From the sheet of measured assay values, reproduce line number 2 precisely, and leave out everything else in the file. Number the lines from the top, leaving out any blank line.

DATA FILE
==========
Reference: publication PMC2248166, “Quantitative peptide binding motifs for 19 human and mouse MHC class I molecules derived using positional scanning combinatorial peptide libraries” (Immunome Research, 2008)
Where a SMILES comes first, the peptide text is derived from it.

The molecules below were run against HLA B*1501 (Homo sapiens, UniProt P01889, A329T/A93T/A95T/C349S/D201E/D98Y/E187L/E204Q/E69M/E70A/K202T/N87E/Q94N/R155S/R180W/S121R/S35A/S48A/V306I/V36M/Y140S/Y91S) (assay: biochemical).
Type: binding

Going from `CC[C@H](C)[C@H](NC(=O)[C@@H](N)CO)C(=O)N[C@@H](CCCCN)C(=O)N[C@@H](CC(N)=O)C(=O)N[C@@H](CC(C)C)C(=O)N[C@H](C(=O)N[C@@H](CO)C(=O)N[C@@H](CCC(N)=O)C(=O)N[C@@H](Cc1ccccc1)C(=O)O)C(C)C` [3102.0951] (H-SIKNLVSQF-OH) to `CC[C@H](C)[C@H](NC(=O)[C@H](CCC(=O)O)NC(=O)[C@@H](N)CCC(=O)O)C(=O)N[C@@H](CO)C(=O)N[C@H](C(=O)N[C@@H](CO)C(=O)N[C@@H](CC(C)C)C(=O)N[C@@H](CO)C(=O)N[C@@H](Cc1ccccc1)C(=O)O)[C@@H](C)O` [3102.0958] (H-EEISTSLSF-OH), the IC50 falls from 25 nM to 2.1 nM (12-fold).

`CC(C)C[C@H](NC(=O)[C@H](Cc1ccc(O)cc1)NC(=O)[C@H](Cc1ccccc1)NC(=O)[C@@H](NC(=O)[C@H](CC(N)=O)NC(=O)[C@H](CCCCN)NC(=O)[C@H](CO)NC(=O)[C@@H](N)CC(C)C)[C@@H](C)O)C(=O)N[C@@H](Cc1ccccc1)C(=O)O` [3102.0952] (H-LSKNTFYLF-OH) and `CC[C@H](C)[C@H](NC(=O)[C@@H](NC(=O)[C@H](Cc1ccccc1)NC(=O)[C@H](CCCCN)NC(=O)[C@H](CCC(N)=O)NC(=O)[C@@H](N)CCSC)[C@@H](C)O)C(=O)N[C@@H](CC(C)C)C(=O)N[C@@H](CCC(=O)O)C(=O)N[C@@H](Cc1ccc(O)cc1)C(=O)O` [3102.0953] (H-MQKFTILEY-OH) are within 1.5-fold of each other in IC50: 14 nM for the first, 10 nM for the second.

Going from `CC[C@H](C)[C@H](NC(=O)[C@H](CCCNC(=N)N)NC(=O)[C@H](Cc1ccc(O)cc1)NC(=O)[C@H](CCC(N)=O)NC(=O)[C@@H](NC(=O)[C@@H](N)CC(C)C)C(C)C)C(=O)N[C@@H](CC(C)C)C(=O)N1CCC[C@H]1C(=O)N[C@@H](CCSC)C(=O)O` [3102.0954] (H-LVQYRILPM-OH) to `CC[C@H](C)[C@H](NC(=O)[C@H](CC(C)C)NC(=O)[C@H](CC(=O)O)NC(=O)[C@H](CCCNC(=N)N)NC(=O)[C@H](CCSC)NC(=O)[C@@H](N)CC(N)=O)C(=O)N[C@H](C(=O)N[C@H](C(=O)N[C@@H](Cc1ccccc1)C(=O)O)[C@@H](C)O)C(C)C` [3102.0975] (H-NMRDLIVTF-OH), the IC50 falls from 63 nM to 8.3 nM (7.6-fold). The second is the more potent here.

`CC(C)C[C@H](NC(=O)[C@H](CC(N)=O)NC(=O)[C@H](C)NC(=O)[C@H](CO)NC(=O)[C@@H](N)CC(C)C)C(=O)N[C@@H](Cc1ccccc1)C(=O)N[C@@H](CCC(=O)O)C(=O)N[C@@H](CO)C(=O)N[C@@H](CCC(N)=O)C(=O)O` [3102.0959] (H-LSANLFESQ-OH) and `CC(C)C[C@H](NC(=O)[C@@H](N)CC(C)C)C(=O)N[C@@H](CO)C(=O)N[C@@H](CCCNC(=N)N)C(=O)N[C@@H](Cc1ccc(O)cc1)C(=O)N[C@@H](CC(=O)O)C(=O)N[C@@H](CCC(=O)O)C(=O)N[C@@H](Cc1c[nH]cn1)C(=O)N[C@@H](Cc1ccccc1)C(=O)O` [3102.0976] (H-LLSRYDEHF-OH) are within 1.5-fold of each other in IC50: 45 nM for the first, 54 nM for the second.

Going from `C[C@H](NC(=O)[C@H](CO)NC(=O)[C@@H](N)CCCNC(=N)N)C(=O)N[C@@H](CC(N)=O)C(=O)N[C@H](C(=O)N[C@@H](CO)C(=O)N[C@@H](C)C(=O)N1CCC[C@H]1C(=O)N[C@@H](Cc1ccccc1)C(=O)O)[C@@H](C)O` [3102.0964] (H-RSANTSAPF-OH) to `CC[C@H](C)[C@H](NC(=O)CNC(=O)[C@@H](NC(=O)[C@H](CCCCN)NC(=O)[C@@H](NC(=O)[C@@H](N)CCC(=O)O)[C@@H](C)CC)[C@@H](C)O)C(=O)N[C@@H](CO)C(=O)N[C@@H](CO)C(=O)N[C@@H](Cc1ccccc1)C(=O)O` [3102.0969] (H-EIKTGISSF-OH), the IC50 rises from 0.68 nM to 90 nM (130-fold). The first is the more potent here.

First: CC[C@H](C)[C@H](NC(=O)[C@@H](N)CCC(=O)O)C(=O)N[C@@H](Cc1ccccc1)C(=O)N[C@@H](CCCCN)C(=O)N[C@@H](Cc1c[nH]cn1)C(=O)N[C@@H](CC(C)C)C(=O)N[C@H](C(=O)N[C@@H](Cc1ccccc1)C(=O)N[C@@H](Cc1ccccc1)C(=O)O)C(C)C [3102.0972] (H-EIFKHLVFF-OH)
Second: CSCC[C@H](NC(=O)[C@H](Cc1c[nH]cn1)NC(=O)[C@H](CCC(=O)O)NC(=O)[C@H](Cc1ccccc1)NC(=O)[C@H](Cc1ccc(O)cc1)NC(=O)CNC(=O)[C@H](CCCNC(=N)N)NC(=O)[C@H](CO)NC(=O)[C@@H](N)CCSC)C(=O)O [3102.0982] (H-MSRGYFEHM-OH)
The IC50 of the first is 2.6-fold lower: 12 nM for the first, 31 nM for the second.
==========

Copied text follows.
Where a SMILES comes first, the peptide text is derived from it.